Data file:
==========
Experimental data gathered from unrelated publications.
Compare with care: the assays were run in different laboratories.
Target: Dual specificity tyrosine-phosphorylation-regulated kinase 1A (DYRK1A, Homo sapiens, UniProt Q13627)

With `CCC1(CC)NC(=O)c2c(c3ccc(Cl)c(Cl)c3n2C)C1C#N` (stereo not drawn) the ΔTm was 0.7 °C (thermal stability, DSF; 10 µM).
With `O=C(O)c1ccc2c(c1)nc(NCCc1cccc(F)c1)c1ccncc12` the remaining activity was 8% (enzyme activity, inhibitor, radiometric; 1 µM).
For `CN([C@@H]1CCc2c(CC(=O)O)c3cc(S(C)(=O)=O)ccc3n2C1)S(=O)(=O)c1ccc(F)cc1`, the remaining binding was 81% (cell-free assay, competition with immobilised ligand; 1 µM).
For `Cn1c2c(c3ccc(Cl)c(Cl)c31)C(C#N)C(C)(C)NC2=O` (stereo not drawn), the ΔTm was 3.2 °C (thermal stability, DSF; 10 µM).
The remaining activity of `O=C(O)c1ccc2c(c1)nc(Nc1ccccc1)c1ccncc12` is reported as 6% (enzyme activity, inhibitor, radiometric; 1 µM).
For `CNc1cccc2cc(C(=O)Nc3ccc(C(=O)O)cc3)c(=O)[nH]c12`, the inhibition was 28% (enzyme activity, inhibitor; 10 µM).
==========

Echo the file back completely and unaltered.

Experimental data gathered from unrelated publications.
Compare with care: the assays were run in different laboratories.
Target: Dual specificity tyrosine-phosphorylation-regulated kinase 1A (DYRK1A, Homo sapiens, UniProt Q13627)

With `CCC1(CC)NC(=O)c2c(c3ccc(Cl)c(Cl)c3n2C)C1C#N` (stereo not drawn) the ΔTm was 0.7 °C (thermal stability, DSF; 10 µM).
With `O=C(O)c1ccc2c(c1)nc(NCCc1cccc(F)c1)c1ccncc12` the remaining activity was 8% (enzyme activity, inhibitor, radiometric; 1 µM).
For `CN([C@@H]1CCc2c(CC(=O)O)c3cc(S(C)(=O)=O)ccc3n2C1)S(=O)(=O)c1ccc(F)cc1`, the remaining binding was 81% (cell-free assay, competition with immobilised ligand; 1 µM).
For `Cn1c2c(c3ccc(Cl)c(Cl)c31)C(C#N)C(C)(C)NC2=O` (stereo not drawn), the ΔTm was 3.2 °C (thermal stability, DSF; 10 µM).
The remaining activity of `O=C(O)c1ccc2c(c1)nc(Nc1ccccc1)c1ccncc12` is reported as 6% (enzyme activity, inhibitor, radiometric; 1 µM).
For `CNc1cccc2cc(C(=O)Nc3ccc(C(=O)O)cc3)c(=O)[nH]c12`, the inhibition was 28% (enzyme activity, inhibitor; 10 µM).